Guide Development and Growth in the Mexican Economy: A Historical Perspective

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Computadora de escritorio. Sinopsis This book is the first comprehensive and systematic English-language treatment of Mexico's economic history to appear in nearly forty years. Drawing on several years of in-depth research, Juan Carlos Moreno-Brid and Jaime Ros, two of the foremost experts on the Mexican economy, examine Mexico's current development policies and problems from a historical perspective.

They review long-term trends in the Mexican economy and analyze past episodes of radical shifts in development strategy They review long-term trends in the Mexican economy and analyze past episodes of radical shifts in development strategy and in the role of markets and the state. This book provides an overview of Mexico's economic development since Independence that compares the successive periods of stagnation and growth that alternately have characterized Mexico's economic history. It gives special attention to developments since , and it presents a re-evaluation of Mexico's development policies during the State-led industrialization period from to as well as during the more recent market reform process.

This reevaluation is critical of the dominant trend in economic literature and is revisionist in arguing that, in particular, the market reforms undertaken by successive Mexican governments since have not addressed the fundamental obstacles to economic growth. Previous Edition Praise — Multicultural Review [This] brief but comprehensive survey emphasizes economic, social, and demographic changes along the U.

Previous Edition Praise — Linda B.


Hall, University of New Mexico A major interpretation of one of the world's most intriguing areas—the U. To date, the very best single synthesis of the salient themes and issues of the twentieth-century border. Previous Edition Praise — David R. Maciel, California State University A well-organized and highly readable study of the border as a frontier, an international boundary, and a region.

The authors take a complex subject and make it understandable, even for those with little or no familiarity with the theme. The range of topics and the breadth of the time period covered are well conceived. The authors clearly demonstrate the accuracy of their observation that the reality of the border is far more interesting than popular myths and stereotypes suggest.

Previous Edition Praise — Don M. Coerver, Texas Christian University. Accessibly written for students and general readers as well as practitioners and researchers Relevant and up-to-date statistical data are provided in clearly presented tables to facilitate discussion and analysis Original photographs and maps enable the reader to better understand the geography, society, and culture of this dynamic region Includes up-to-date discussions of key issues in the U.


This measure obviously involves a scarcity problem, particularly of natural resources like diamonds and uranium, for example. Non-ubiquitous goods can be divided into those with high technological content, which are therefore difficult to produce airplanes , and those that are highly scarce in nature, such as diamonds, which are therefore naturally non-ubiquitous. To control for this issue of scarce natural resources in complexity measurements, the authors of the Atlas use an ingenious technique: they compare the ubiquity of the product made in a given country with the diversity of the exports of countries that also produce and export this good.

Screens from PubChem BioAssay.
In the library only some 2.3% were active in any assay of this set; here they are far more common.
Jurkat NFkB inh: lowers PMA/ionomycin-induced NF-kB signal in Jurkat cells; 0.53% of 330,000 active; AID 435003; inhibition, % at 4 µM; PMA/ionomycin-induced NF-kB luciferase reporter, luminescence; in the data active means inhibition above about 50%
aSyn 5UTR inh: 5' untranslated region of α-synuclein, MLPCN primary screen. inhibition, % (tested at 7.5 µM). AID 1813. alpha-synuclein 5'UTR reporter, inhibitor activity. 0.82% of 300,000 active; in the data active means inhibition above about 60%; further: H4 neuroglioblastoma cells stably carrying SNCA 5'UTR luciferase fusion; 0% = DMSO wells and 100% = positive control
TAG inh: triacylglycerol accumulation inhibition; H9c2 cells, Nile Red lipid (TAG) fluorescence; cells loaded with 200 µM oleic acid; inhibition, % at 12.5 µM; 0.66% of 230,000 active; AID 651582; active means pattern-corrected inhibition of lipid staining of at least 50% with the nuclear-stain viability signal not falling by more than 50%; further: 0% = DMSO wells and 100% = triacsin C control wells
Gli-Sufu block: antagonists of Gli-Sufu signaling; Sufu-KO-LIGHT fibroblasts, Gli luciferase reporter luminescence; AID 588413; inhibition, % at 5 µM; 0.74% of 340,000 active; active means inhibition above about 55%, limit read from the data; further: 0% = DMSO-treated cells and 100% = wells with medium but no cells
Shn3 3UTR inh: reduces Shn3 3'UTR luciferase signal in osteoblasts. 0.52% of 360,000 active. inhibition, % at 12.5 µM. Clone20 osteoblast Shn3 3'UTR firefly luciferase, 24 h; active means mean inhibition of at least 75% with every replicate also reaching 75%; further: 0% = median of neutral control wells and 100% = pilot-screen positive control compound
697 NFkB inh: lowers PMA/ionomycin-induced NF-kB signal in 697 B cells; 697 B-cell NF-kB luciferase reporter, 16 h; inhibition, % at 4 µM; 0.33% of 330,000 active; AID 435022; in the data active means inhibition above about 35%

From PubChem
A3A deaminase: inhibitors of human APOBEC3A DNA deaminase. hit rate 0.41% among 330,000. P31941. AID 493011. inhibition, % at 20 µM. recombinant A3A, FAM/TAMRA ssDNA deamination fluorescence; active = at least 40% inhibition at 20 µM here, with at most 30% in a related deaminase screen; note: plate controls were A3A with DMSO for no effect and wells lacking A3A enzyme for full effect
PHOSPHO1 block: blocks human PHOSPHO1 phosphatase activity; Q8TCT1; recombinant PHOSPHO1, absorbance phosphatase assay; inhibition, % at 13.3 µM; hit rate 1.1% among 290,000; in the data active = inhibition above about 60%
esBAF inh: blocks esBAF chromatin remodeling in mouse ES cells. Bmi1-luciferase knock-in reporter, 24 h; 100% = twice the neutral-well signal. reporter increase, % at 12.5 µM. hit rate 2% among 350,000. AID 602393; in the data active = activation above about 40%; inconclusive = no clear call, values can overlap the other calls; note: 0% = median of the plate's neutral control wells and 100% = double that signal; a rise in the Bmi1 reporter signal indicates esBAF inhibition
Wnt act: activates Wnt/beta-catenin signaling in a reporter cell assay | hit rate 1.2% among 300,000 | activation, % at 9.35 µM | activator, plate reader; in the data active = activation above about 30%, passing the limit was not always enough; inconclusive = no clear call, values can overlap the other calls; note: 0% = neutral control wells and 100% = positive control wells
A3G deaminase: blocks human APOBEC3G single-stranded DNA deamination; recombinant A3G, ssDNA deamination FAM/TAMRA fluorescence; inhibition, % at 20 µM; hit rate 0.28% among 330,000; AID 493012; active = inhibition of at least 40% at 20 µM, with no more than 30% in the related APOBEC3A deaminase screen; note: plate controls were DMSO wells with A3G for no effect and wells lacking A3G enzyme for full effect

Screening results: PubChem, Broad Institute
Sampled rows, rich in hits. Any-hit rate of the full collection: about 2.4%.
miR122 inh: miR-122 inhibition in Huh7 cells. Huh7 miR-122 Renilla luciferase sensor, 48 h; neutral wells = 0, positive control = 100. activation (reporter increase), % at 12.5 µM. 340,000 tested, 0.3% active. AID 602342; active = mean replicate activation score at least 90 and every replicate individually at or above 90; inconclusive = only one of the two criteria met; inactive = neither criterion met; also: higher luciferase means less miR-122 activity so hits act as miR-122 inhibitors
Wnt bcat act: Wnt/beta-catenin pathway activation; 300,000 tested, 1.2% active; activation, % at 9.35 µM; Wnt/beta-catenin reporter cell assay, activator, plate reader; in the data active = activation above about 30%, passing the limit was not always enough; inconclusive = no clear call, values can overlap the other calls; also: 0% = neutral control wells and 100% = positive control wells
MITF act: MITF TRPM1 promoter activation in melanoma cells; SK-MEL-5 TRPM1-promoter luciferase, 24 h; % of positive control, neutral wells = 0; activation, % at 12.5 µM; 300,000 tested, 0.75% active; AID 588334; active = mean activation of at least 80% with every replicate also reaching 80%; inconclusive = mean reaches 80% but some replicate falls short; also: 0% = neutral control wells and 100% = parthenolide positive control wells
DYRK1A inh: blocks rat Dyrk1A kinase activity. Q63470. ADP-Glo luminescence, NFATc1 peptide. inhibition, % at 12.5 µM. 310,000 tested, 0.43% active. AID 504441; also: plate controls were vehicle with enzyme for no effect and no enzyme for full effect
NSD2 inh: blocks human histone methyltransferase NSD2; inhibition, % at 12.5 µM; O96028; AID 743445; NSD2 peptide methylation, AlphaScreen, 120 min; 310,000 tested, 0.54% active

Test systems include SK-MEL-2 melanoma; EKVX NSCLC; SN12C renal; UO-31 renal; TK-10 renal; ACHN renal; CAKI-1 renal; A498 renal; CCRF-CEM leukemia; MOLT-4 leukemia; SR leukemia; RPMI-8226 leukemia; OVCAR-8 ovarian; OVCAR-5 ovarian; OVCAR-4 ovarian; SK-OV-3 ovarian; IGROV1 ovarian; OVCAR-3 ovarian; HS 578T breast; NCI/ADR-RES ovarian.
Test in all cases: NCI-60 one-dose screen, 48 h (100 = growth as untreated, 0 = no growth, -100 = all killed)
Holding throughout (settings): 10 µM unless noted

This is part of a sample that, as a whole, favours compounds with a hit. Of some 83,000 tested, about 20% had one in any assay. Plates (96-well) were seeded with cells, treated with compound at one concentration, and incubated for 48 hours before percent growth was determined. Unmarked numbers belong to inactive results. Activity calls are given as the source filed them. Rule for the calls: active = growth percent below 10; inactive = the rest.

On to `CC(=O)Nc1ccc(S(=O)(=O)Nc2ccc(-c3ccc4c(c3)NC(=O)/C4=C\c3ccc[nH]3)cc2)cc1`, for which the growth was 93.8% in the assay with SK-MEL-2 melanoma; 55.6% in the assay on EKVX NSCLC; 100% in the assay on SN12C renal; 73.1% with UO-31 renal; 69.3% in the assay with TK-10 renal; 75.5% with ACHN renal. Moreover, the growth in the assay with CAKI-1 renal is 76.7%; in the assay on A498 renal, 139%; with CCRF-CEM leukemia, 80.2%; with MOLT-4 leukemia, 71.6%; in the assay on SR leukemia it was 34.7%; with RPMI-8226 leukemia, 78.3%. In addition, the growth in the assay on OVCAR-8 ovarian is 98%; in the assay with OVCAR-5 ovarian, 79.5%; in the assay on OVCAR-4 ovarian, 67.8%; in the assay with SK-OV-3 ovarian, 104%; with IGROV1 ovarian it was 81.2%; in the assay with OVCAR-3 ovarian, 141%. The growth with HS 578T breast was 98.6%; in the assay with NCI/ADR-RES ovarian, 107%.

To illustrate: Botswana and Sierra Leone produce and export something that is rare and therefore non-ubiquitous, rough diamonds. On the other hand, their exports are extremely limited and undiversified. These, then, are instances of non-ubiquity without complexity. At the opposite end of the ubiquity spectrum we could mention image-processing medical devices X-ray equipment which practically Japan, Germany and the United States complex countries alone can manufacture and export; these are non-ubiquitous complex products.

In this case the export composition of Japan, USA and Germany is extremely diversified, indicating that these countries are highly capable of making many different things. On the other hand, countries with highly diverse export composition made up of ubiquitous goods fish, meat, fruits, ores, etc. Diversity without non-ubiquity means lack of economic complexity. One of the main virtues of such economic ECIs and product complexity PCI indicators is the fact that they operate based on quantitative measures obtained from linear algebra calculations to arrive at their results.

There is no account of qualitative issues relating to the production and exports of those goods. That is, no judgment is made as to what is regarded as complex or non-complex. Along these lines, the authors rate several countries and arrive at robust correlations among income per-capita levels, inequality and economic complexity Hausmann et al.

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Japan, Germany, Switzerland and Sweden are always ranked among the top ten countries in terms of complexity. Economic development may be treated as the mastery of more sophisticated production techniques, which usually lead to output of higher value added per worker as argued by classic development authors. This is what economic complexity indicators ingeniously capture from measures of ubiquity and diversity of exports from various countries.

To illustrate: countries that make advanced combustion engines probably have engineers and knowledge that enable them to produce a series of similar and sophisticated things. Countries that only produce bananas or other fruit have limited knowledge and are probably incapable of making more complex goods. It is important to emphasize that the difficulty observing these differences arises from our inability to directly measure and capture such local productive skills.

Commodities in general lack these characteristics. Empirically, the Atlas clearly shows that manufactured goods are generally characterized as more complex and connected whereas commodities emerge as non-complex and non-connected goods.

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Out of the 34 main communities of goods in the Atlas calculated by their network compression algorithm Rosvall and Bergstrom, , one finds that machinery, chemicals, airplanes, ships and electronics stand out as the more complex and connected goods hubs of knowledge. On the other hand, gemstones, oil, minerals, fish and shellfish, fruit, flowers, and tropical agriculture show very low complexity and connectivity.